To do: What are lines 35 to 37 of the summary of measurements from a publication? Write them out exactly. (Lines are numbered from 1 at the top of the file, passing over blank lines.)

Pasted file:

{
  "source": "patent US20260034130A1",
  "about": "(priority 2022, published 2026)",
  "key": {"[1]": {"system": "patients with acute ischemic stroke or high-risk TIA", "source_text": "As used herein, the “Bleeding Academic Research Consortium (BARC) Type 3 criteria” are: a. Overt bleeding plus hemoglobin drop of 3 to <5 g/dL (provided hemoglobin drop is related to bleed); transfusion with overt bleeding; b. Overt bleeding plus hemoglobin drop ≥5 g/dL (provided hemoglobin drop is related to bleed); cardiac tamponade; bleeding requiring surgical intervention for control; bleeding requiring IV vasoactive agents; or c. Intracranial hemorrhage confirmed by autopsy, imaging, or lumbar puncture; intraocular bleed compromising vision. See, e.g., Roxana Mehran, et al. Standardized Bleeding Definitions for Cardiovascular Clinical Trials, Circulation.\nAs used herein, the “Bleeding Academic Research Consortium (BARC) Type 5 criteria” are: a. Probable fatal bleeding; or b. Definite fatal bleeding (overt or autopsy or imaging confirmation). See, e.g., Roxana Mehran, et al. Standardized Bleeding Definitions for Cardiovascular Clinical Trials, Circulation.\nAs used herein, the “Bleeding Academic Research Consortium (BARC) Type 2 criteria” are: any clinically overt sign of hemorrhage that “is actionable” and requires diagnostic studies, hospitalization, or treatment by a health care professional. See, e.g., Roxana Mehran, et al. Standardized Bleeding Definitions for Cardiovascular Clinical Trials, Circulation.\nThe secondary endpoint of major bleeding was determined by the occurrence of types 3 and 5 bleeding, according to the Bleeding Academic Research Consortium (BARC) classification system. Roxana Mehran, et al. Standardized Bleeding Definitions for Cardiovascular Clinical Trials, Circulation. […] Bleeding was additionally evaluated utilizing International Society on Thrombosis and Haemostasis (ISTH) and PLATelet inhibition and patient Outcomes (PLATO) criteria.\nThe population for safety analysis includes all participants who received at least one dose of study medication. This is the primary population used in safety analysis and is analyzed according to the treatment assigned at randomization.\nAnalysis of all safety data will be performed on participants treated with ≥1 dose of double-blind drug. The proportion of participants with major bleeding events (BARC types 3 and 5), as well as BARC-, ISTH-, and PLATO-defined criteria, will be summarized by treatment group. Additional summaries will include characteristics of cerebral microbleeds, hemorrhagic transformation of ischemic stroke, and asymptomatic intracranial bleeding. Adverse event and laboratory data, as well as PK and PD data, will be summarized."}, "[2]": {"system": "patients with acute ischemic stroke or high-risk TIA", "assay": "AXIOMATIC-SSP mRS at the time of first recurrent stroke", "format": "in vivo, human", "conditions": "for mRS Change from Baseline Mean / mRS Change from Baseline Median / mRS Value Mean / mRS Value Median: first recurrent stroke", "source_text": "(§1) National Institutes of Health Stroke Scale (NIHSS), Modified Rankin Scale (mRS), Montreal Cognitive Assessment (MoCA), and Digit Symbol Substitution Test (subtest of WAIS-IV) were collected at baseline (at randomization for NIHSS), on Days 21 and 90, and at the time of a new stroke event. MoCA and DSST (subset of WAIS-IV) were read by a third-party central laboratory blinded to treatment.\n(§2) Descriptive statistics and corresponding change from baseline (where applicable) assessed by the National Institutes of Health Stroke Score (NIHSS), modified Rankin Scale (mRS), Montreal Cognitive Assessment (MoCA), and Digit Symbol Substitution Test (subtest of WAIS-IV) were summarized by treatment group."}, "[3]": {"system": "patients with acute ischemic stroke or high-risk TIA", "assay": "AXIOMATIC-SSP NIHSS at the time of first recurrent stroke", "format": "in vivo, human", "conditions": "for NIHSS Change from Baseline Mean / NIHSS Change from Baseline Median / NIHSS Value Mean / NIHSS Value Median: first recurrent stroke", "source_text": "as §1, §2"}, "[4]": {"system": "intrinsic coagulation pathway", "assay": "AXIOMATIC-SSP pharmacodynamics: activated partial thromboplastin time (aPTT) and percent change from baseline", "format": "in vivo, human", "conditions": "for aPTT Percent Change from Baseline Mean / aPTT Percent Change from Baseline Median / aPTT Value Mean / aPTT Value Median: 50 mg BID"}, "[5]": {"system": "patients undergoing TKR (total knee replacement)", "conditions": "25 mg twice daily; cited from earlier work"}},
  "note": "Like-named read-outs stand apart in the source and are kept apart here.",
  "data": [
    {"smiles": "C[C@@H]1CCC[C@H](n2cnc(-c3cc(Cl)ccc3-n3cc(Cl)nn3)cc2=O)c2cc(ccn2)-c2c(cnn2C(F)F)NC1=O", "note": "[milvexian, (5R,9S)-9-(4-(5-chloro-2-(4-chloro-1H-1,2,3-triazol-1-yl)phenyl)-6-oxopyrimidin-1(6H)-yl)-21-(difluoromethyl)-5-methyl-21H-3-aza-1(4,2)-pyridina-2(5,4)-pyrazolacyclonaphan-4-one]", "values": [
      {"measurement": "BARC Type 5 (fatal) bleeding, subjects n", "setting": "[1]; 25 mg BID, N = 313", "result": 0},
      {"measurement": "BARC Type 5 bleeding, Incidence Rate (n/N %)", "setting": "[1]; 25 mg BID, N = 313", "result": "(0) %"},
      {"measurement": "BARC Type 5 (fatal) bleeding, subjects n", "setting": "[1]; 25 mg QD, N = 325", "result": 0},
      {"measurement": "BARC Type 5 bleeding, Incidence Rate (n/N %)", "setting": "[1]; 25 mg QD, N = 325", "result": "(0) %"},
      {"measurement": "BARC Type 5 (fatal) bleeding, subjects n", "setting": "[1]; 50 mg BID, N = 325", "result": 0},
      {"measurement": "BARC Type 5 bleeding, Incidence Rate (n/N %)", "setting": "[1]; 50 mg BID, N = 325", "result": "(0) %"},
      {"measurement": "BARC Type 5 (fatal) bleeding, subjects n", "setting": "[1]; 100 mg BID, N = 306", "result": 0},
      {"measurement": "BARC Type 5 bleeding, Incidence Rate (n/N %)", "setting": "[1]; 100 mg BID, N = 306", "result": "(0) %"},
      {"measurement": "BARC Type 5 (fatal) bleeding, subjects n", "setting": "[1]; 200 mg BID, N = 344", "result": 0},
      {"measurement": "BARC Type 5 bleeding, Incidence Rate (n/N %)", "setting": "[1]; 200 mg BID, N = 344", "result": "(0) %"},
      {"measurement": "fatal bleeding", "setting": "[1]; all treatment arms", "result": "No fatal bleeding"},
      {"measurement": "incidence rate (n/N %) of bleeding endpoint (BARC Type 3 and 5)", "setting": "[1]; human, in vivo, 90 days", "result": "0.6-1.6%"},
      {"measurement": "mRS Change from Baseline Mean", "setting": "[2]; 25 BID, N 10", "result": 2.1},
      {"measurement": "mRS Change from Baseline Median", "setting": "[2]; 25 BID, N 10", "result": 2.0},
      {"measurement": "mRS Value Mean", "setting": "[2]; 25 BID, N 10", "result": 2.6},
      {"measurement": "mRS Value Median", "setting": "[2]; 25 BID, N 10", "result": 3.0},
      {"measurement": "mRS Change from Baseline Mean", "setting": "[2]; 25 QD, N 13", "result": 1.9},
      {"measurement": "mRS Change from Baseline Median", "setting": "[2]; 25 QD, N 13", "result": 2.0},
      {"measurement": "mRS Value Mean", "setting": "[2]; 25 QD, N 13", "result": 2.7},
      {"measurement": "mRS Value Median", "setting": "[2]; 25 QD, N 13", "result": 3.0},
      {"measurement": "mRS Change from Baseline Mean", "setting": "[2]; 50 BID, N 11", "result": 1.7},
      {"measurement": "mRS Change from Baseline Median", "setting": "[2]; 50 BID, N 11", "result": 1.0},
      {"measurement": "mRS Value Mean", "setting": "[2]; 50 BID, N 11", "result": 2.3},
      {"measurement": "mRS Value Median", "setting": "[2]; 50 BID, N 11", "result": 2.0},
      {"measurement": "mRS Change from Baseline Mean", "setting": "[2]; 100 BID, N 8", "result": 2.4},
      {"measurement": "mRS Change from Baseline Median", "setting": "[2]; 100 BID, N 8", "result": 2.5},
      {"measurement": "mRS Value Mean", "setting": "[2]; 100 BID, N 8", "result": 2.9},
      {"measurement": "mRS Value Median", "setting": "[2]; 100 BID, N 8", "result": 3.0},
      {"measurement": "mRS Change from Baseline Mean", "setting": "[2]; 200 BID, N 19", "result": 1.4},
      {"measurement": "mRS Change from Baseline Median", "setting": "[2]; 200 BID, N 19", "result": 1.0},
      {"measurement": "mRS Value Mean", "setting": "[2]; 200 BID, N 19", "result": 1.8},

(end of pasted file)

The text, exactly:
      {"measurement": "mRS Value Median", "setting": "[2]; 100 BID, N 8", "result": 3.0},
      {"measurement": "mRS Change from Baseline Mean", "setting": "[2]; 200 BID, N 19", "result": 1.4},
      {"measurement": "mRS Change from Baseline Median", "setting": "[2]; 200 BID, N 19", "result": 1.0},